A humanist perspective on the crucifixion story.
Historical, mythical or legendary, the crucifixion of Christ represents the story of many. Whether or not the man called Jesus existed – and the modern scholarly view on this seems to range from ‘probably’ to ‘possibly’ – the gospel narrative reflects a wider human story, the story of thousands upon thousands of nameless and forgotten individuals who were crucified at the hands of the Roman state.
Anyone who assumes that crucifixion was an unusual or extraordinary event in Roman times should consider the case of the rebels led by Spartacus. This low-born Thracian gladiator-slave led a revolt so successful that it caused considerable embarrassment to the ruling Senate. When Crassus finally crushed the rebellion in 71 BCE, he ordered the crucifixion of an estimated 6,000 slave-rebels along the Appian Way, the main road leading out from the city of Rome; he also brought back the ruthless practice of decimation to punish and terrorise the cohort of soldiers that he deemed to have failed him the most in his earlier attempts to quash the rebellion.
Crucifixion was public and humiliating – deliberately so – and its use in the case of the slave-rebels illustrates several important points about this notorious and brutal method of execution. Its aim was to demean the victim and intimidate the observer – this was what happened to you when you challenged the Roman rule of law. Crucifixion was a servile supplicium – reserved for slaves and foreigners, non-Roman citizens, deserting soldiers, pirates and insurgents. Wealthy Roman men were often removed from society due to political machinations or the whim of current authority, but never was crucifixion used as the method to dispense with them.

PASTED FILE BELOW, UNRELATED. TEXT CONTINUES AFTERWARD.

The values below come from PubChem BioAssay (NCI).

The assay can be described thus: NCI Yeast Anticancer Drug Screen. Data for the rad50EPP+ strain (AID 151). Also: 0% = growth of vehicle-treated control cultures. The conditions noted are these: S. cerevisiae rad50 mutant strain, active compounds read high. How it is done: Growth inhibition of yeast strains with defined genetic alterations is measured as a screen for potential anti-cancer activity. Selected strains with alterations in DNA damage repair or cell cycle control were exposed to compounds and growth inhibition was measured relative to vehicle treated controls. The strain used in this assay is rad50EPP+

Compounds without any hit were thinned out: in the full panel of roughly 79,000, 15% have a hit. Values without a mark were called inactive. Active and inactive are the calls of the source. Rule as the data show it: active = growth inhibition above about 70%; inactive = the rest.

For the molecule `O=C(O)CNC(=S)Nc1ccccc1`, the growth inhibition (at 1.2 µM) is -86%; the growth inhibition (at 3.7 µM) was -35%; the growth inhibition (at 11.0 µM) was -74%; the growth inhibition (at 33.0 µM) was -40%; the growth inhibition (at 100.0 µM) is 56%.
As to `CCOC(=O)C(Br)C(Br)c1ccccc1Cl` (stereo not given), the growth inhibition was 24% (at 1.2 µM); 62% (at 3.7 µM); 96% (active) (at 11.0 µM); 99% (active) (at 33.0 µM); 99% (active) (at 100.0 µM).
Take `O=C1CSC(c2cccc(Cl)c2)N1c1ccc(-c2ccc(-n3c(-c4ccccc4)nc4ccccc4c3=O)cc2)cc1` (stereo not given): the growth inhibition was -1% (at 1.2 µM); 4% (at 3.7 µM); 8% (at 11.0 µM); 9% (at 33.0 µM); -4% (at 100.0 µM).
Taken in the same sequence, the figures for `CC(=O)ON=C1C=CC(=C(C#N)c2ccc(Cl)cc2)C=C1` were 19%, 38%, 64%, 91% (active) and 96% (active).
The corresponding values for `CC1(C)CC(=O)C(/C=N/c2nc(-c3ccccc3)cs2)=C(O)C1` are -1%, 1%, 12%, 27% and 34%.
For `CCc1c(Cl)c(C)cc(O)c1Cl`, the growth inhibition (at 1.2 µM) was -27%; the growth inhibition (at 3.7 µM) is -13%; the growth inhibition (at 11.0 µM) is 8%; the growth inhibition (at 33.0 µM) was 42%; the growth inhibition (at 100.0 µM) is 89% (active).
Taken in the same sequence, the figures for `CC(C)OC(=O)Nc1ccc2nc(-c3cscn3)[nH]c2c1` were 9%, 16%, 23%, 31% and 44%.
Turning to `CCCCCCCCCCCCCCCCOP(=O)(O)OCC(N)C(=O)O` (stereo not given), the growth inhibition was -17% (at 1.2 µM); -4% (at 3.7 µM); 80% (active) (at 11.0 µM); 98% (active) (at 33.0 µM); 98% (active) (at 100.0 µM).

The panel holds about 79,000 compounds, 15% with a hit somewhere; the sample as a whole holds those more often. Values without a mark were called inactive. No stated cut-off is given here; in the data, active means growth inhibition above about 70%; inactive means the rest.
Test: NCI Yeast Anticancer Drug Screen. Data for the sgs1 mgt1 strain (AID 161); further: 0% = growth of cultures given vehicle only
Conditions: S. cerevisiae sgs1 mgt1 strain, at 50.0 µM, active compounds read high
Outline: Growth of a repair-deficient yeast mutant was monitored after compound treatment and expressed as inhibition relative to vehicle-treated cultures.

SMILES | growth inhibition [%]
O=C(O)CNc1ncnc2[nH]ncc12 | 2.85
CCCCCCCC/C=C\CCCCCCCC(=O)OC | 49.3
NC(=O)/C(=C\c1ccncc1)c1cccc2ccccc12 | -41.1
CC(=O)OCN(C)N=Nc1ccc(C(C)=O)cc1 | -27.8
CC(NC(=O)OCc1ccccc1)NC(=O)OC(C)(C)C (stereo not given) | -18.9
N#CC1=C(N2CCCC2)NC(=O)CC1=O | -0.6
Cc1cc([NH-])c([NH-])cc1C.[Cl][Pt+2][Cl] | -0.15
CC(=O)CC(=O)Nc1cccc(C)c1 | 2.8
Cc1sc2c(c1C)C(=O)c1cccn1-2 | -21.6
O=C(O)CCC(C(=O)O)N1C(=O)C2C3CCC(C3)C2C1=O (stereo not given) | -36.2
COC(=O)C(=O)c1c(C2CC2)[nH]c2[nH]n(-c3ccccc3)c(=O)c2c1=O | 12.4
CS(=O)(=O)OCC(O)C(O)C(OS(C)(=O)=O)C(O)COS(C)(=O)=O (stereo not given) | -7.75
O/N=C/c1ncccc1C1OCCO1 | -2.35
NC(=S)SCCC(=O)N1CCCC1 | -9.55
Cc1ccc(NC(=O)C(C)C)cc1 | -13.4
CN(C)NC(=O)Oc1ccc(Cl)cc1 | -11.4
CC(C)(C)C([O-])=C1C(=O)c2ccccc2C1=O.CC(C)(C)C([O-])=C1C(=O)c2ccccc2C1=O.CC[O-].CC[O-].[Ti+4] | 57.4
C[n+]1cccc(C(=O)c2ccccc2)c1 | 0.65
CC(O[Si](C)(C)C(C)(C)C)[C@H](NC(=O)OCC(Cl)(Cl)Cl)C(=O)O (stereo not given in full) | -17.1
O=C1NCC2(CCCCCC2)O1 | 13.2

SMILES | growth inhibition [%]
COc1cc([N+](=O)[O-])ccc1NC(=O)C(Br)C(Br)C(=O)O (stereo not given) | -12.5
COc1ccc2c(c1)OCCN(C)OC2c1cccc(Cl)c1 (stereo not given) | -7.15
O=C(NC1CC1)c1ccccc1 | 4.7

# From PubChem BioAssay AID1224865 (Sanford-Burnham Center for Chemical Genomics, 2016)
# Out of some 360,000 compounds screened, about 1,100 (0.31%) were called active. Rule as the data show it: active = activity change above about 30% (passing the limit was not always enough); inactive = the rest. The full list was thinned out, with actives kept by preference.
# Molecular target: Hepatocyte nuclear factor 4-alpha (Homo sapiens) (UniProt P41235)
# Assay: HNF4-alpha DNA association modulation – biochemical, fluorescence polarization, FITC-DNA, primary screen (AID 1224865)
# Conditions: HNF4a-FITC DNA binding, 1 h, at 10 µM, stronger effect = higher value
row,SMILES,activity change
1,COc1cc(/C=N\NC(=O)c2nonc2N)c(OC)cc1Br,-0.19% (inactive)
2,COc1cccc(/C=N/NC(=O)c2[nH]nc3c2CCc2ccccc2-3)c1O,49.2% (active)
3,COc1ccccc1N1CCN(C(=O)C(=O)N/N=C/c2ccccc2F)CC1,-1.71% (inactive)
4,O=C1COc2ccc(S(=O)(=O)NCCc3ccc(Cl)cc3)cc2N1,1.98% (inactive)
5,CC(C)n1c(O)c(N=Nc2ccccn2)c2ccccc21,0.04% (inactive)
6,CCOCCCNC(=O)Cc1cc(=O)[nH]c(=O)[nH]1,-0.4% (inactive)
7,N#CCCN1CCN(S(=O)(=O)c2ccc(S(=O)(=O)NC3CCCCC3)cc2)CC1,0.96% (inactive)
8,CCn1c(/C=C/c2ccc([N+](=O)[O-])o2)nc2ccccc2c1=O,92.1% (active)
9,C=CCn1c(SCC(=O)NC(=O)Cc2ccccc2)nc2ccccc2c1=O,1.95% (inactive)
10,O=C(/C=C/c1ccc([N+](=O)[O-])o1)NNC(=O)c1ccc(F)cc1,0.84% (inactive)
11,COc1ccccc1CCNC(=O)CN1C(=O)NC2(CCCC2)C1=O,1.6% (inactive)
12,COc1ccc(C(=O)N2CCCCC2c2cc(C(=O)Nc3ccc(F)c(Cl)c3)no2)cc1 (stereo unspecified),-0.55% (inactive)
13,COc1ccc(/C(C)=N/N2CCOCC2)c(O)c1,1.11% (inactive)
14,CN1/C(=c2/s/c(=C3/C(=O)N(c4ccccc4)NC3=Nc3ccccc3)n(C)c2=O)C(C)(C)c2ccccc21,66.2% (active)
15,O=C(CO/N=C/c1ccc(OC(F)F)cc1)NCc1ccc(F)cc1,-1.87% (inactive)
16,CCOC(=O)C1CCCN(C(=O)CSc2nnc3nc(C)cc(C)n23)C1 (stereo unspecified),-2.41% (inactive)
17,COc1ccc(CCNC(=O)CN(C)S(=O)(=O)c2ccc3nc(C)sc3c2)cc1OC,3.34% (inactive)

In its broadest definition, crucifixion meant that the victim was impaled and/or tied to some form of frame, cross, stake or tree and left to hang for anything from several hours to several days. Causes of death included exhaustion and shock brought on by extreme pain and exsanguination (sometimes in part from a scourging prior to the crucifixion), heart failure and/or pulmonary collapse from the immense pressure put upon the victim’s heart and lungs; the victim’s demise could be hastened dramatically by increasing the intensity of this pressure, hence the common practice of breaking the legs to precipitate collapse. It was a sadistic and grotesque formula for murder, exploited in extremis by the Romans.
It is not clear whether the emperor Constantine outlawed crucifixion in the 4th Century CE, as is claimed by Christian triumphalist writers, but certainly it had been outlawed in the Roman empire by the mid 5th century. However, the Classical world is not the only context in which this abhorrent method of slaughter has been practised. Japanese haritsuke started with the execution of 26 Christians in Nagasaki in 1597 and recurred intermittently up until the last century. Islam has also subsumed the practice, with verse 5:33 of the Qur’an calling for the crucifixion of those who wage war against Allah or the Prophet Muhammad. Crucifixion is still practised in some Islamic countries and there have been recently-documented cases in Saudi Arabia, Iraq, Iran, Syria and Yemen; it is most commonly used to make a degrading and threatening showpiece of the victim’s body rather than as a method of execution, but this is not exclusively the case.
The Easter story means nothing to a humanist from a spiritual perspective; we do not believe that Christ was the son of God, nor do we believe that he died for our sins and was resurrected. Yet each year the human side of the Easter story can serve as a sober reminder of man’s inhumanity to man. In a modern context, we can and should take action by giving support to the work of organisations such as Amnesty International, who campaign tirelessly and effectively against the use of torture and capital punishment right across the globe.
But as a Classicist, I cannot help but see the story of Christ as a legend within its ancient milieu and recall the incalculable number of wasted human lives that resonate through its narrative. In the name of ‘Roman civilisation’, hundreds of thousands of ordinary people were tortured and crucified, forgotten souls with no afforded legacy of reverence or pious gratitude to preserve them in the conscious minds of the living.
At this time of year, I choose to remember them.
This piece was first published in Humanist Life in 2016.